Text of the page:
Jim at WSGT Antennas, 1996
TDRS-E Before Geosynchronous Orbital Insertion Flight
TDRS-HIJ Gen-2, Artist Rendering
What led you to the path of this interest?
I believe it was a childhood illness (bed ridden with rheumatic fever) that made me so interested in outer space. A home tutor kept me up to speed with my third grade St. Gerard classmates, but in my spare time there was nothing to do but read books and listen to music on the radio (no physical exercise allowed). The Irving grade school branch of the Lima Public Library was only two blocks away and one of my friends would bring me books about physical and natural science, rocketry, airplanes, and plenty of science fiction. I had a large poster of all the planets hanging over my bed and loved looking at it.
What led you to your career?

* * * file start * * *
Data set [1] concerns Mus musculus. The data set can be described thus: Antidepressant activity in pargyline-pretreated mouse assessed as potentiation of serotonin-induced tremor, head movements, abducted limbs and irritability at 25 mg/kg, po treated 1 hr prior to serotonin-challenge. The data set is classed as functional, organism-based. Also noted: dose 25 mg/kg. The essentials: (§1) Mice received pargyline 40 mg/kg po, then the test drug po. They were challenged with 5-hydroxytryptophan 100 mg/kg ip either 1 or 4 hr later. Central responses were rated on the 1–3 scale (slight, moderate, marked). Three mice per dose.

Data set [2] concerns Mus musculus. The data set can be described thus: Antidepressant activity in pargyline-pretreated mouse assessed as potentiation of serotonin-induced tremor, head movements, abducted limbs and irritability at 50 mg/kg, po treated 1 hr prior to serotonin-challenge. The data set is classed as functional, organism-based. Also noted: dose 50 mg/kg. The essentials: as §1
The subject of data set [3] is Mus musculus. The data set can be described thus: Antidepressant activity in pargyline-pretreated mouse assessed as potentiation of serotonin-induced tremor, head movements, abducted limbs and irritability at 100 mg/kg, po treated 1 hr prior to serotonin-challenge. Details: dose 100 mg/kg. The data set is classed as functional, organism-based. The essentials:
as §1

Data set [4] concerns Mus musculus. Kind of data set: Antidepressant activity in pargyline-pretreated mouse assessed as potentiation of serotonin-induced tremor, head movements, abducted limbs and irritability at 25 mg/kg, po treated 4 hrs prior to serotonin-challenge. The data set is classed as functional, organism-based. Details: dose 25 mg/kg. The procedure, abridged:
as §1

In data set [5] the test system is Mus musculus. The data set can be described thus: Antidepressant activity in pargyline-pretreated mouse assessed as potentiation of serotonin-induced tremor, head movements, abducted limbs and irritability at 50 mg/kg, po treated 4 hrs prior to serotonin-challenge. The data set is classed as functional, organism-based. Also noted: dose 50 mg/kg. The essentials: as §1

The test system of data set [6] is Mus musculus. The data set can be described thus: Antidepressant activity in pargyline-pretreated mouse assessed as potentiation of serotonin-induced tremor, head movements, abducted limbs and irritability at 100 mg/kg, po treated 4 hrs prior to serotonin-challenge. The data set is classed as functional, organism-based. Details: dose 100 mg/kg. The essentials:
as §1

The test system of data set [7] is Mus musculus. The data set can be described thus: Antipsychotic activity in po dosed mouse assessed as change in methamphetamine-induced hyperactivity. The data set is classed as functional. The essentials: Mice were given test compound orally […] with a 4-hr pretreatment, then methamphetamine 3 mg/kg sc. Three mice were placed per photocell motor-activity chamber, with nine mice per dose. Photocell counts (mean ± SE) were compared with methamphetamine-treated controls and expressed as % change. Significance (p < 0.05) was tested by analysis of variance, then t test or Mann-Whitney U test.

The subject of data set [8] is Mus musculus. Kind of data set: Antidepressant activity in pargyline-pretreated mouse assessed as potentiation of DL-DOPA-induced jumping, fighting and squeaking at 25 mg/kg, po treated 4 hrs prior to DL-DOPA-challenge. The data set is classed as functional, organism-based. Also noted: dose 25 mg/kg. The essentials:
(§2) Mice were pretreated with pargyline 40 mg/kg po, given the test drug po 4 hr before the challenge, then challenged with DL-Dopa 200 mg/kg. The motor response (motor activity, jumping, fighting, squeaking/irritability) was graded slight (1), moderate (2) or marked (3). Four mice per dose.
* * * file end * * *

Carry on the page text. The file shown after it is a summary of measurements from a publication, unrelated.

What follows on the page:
My 4 year hitch in the USAF (1964-1968) as an Automatic Flight Control System specialist provided valuable training and experience in electronic control systems. Also, a Temporary Duty assignment to New Mexico gave me some experience in the high desert and beautiful national forests that eventually resulted in my relocating there in 1973. I had no idea that NASA was going to build the Space Network ground stations there, but I was already working on computer controlled systems at Burroughs Corp. in Lima and had also successfully tested for my First Class FCC Radiotelephone license. I decided to pack up, leave Ohio in the Autumn months, and head for New Mexico. My first enterprise was an electronics repair shop in Alamogordo, NM to pay our bills while taking some more engineering courses at NM State University. After moving to Las Cruces, NM for better access to the university, I eventually went to work at the NMSU Research building, mainly supporting the Astronomy Department. This was the time of the Voyager missions and one of the NMSU astronomers, Rita Beebe, was a member of that team. I designed and built some computerized photographic plate measuring system enhancements for her that may have been used in the mission planning. When the openings for the Space Network White Sands Ground Terminal were announced, I applied and was hired by the main contractor, Spacecom. That began a 35 year stint at the White Sands Ground Terminal (WSGT), starting out as a Senior Technician and ending up as a Principal Design Engineer. While it was all happening, it seemed a chaotic jumble of unrelated events, but looking back, it just seems like a logical and natural progression.